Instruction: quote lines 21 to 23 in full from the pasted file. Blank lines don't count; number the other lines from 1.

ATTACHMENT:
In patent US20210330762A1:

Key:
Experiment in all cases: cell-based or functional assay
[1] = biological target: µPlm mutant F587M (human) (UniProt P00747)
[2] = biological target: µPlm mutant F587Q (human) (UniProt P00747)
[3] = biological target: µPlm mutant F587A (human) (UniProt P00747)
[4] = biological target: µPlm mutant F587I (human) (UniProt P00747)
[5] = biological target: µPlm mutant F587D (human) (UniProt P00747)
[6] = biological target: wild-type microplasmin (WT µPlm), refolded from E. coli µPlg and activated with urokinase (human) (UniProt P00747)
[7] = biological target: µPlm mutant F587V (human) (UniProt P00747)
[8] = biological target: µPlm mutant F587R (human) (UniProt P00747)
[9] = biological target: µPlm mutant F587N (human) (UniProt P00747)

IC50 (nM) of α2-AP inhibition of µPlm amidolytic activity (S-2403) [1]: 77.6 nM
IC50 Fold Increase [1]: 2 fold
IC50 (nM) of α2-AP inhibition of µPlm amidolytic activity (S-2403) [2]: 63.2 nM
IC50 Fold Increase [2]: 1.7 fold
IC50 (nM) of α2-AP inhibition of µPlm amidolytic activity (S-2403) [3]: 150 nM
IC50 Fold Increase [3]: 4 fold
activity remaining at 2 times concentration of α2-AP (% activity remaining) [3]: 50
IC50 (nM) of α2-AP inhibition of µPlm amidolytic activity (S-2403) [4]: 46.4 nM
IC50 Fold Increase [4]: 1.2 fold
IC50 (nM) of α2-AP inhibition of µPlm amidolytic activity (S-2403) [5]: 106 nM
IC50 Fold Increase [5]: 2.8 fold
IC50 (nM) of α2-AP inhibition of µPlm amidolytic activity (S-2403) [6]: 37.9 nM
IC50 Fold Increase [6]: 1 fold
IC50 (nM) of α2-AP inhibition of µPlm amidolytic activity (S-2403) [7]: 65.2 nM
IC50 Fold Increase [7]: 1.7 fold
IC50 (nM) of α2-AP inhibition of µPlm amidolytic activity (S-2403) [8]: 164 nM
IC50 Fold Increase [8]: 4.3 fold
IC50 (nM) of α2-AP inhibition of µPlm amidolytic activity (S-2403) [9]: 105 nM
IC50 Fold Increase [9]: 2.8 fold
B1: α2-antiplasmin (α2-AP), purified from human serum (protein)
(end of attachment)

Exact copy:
IC50 Fold Increase [4]: 1.2 fold
IC50 (nM) of α2-AP inhibition of µPlm amidolytic activity (S-2403) [5]: 106 nM
IC50 Fold Increase [5]: 2.8 fold